While speaking at charity event in New Zealand, business mogul Richard Branson suggested that farmers in New Zealand should stop raising cows and starting growing cannabis instead. He suggests that switching from cows to cannabis would be more economically lucrative and environmentally advantageous for the small island nation – especially for this country that, in 2015 alone, devoted almost 7,000 square miles to raising cattle.
Regardless of the fact that in New Zealand cannabis is still illegal, his suggestion is actually not quite as far-fetched as it might sound. Branson predicted that in ten years cannabis in New Zealand will be as normal as drinking wine. In fact, the Federated Farmers of New Zealand seem to be quite pragmatic and open to the idea as well. When the Federated Farmers president, William Rolleston, was asked to comment on Branson’s suggestion, he said,
“Farmers welcome any opportunity to add another string to their bow, and would look at that option only if it was legal and profitable to do so.”
An open mind and eye to the future indeed. But what about the true facts behind Branson’s claim that growing cannabis would be better for both the environment and farmers’ pockets? Would it really be a better alternative to raising cows?
Let’s start with cows and how they affect the environment. Cow manure poses a significant risk to local waterways, as the runoff from manure adds huge amounts of nitrogen to the ecosystem. Why is this bad? Well, too much nitrogen stimulates large algae growths, which decrease the amount of oxygen in water, killing off fish and other water dwellers. This is not only bad for the local ecosystem, but for outdoorsmen and anglers hoping to enjoy their own sports of choice. Dairy farming is widely recognized as one of the causes for New Zealand’s water pollution, so the environmental claim Branson makes concerning cow farms is not to be discredited.
Now, what about the economics of it all? New Zealand in 2015 had 1.8 million hectares devoted to dairy farming alone, a huge cow-centered industry. The average profit per hectare is about $1,500 according to a recent economic survey (or about $607 per acre), so how does that compare to a cannabis operation? Well, the Agricultural Marketing Research Center reports that the value per acre of industrial hemp is $21,000 from seeds alone, and $12,500 from the stalks. Let’s just take a very low estimate of $12,500 per acre – that would still have cannabis creating over $11,000 more profit per acre than a dairy farm.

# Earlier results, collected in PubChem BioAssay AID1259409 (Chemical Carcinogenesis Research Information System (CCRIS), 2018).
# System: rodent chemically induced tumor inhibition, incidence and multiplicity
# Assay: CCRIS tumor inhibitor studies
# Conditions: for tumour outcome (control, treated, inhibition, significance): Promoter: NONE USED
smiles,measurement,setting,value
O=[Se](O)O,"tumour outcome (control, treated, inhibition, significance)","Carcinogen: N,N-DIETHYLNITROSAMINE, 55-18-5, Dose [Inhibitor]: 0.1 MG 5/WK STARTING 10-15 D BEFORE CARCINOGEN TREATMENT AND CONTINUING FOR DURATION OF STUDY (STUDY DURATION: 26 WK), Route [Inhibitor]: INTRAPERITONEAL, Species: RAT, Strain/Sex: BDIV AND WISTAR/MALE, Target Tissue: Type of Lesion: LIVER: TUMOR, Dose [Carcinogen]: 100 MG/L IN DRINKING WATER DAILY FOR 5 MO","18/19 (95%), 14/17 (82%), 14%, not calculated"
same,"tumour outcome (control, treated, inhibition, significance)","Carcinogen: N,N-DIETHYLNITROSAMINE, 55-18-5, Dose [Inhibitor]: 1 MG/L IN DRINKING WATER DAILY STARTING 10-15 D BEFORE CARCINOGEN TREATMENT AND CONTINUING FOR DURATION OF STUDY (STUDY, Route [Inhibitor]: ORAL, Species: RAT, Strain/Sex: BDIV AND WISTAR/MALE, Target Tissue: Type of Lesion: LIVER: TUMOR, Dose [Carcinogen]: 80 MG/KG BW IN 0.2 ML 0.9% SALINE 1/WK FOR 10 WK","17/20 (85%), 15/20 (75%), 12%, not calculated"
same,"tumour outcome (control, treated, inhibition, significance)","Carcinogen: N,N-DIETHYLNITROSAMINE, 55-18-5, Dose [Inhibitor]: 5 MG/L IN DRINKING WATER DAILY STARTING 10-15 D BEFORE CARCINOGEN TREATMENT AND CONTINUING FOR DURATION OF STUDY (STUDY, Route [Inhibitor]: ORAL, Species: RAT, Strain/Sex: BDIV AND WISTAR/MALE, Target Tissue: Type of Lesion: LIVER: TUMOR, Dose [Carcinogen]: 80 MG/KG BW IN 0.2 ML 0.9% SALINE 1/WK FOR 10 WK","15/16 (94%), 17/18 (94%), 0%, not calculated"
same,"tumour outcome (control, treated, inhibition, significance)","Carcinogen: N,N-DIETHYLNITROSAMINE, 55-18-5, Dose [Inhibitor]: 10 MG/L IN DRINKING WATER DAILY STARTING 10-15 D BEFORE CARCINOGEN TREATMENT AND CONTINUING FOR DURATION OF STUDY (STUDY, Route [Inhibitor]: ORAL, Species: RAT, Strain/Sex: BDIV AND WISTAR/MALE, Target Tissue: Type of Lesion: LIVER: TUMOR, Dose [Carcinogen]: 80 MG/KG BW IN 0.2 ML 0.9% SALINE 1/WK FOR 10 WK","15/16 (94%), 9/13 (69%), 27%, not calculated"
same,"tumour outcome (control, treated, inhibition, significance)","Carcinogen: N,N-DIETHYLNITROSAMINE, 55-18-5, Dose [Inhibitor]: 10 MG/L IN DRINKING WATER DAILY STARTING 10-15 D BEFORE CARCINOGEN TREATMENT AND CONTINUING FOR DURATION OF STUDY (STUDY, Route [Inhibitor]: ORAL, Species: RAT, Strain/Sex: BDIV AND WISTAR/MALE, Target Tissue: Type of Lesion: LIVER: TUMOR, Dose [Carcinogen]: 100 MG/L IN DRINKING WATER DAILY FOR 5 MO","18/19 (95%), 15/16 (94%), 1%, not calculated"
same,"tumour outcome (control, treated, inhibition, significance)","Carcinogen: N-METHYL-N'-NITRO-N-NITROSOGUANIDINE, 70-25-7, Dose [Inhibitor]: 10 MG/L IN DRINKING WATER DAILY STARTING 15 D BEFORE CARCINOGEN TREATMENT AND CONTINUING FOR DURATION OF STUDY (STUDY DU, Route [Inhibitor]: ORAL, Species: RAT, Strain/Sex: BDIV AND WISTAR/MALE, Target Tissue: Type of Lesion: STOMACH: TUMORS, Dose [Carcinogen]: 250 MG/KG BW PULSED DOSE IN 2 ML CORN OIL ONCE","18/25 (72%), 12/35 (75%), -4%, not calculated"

Of course, there are many other factors that come into play before this transition could become a reality. New Zealand would have to develop its own cannabis market, with its own unique supplies and demands, so the profit margins could vary compared to other countries with currently active cannabis economies. However, it is easily shown with these statistics above that replacing cows with cannabis is indeed a viable and realistic suggestion. The decreased environmental impact with the reduction of cattle farms polluting waterways, combined with the increased profits from growing cannabis on that land instead, make it a quite attractive option indeed.
So it seems that Sir Richard Branson struck gold with not only his own business ventures, but with his casual (but highly applicable) remarks. While there are undoubtedly many hurdles to jump, legislation to be passed, and other obstacles to overcome before New Zealand legalizes cannabis, it isn’t unlikely that Branson’s suggestion might one day come to fruition. With the economic boost of growing cannabis and the environmental benefits of eliminating waste-producing cows, the farmers of New Zealand might have a brighter (and greener) future ahead.